Attendees look over a pistol display at the National Rifle Association’s annual convention in Friday, April 25, 2014 in Indianapolis. (AP Photo/AJ Mast)
Americans and guns are like peanut butter and jelly. While you’ve got a very loud group of people talking about how much they despise guns and the Second Amendment, most of us like our firearms right where they are. The proof of this is constantly demonstrated by how people vote and the fact that gun control is a consistently losing argument for the left.
Just to make sure it’s understood that Americans like their right to a firearm, a new poll has shown that despite all the virtue signaling and soapbox standing by the left after the media circus around mass shootings, the desire for gun control is actually going down.
As Stephen Gutowski at The Washington Free Beacon notes, multiple polls are showing that Americans are rejecting gun control:
Polls from Quinnipiac University and an ABC News/Washington Post partnership asked about the gun control debate in America and specific gun control proposals. Both polls showed a general downward trend in support for new gun control measures even in the immediate aftermath of mass shootings in Texas and Ohio.
Neither poll found heightened enthusiasm for any gun control proposal compared to years past. Instead, they found support for gun control policies either relatively stable or declining, if still substantial.
The September 5 ABC/Washington Post poll found support for “a nationwide ban on the sale” of undefined “assault weapons” fell 6 points from last April. It now sits at 56 percent support, up 9 points from its low in 2015 but a full 24 points down from its high point in 1994, when the federal assault weapons ban went into effect. The August 29 Quinnipiac University poll had similar results on an identically worded question with support dropping 3 points to 60 percent since May 22, 2019, and down 7 points from its highest level on February 20, 2018.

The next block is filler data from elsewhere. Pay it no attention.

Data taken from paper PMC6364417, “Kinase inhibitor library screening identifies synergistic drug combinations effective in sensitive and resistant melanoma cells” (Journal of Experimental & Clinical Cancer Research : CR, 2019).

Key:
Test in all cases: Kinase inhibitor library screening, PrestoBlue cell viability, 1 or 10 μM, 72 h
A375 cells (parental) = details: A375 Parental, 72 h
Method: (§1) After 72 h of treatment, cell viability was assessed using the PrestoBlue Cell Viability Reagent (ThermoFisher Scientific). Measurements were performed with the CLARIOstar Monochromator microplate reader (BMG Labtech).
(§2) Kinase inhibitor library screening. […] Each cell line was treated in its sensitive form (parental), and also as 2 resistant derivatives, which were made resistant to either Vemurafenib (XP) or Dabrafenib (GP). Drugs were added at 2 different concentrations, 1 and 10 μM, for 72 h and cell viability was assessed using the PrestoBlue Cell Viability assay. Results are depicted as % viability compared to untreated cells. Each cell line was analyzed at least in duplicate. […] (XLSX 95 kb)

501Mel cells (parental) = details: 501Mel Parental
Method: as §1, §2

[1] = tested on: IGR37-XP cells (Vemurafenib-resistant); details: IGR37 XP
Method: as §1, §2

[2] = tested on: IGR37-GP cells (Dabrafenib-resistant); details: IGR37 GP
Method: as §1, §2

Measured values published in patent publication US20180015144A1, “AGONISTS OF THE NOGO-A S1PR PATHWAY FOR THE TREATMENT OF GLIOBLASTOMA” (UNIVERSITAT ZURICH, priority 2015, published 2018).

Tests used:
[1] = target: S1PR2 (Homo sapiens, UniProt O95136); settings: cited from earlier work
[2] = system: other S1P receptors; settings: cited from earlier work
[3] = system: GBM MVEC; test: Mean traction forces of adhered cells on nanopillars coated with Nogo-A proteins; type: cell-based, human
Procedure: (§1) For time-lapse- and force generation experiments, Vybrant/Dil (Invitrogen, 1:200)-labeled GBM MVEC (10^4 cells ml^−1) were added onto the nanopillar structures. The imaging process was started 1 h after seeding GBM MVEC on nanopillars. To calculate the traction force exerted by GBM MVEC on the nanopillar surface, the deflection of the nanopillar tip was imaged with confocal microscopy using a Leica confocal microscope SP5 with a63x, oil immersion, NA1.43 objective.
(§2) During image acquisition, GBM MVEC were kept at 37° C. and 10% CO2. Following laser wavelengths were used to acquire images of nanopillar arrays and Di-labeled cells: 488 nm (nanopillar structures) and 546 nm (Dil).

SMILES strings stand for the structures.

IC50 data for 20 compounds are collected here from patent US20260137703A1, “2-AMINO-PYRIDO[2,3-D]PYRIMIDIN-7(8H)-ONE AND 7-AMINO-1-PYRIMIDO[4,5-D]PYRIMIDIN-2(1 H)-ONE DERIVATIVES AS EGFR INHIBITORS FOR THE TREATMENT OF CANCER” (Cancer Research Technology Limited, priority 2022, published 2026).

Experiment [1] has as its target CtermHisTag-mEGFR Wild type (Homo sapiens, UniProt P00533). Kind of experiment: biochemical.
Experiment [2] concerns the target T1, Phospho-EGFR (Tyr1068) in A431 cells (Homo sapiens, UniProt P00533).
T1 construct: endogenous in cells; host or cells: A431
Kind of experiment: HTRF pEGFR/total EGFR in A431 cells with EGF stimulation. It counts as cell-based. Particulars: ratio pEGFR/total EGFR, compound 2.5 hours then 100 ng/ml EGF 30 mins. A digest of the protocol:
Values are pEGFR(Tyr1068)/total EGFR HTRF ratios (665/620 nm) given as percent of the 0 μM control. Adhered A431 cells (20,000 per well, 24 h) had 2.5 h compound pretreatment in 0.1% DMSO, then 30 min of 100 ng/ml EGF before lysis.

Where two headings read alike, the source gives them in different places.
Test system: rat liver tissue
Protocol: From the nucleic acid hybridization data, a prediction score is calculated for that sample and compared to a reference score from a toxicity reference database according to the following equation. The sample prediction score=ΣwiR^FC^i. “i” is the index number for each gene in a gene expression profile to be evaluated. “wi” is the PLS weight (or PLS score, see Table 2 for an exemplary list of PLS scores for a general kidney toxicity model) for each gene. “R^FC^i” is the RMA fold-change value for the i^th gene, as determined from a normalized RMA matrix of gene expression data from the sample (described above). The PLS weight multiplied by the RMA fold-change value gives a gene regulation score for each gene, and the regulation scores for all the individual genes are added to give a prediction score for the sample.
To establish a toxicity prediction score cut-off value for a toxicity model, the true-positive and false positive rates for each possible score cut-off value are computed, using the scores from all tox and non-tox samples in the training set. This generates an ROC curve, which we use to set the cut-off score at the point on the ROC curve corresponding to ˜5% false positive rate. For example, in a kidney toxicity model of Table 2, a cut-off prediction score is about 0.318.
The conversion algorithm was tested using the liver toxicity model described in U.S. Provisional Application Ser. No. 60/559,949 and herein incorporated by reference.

Gutowski goes on to say that while some measures, like expanded background checks, still enjoy majority approval in the polls, it’s still not something people vote in favor for. In fact, when it comes to the ballot box, people tend to vote in the opposite direction.
This might be because the measures that are proposed to increase background checks or other laws that would make it more complicated to get a gun are ill-defined in these polls. In general terms, it would be nice to have checks that would prevent a person who shouldn’t have a gun from being able to purchase one, but when it comes to the proposed implementation, people get cold feet as the actual proposed rules seem to overreach.
Personally, I would love a perfect system but would prefer an imperfect system that errs on the side of freedom than control in the absence of the aforementioned perfection.
Either way, be it the polls or the ballot box, the gun control crowd is losing ground.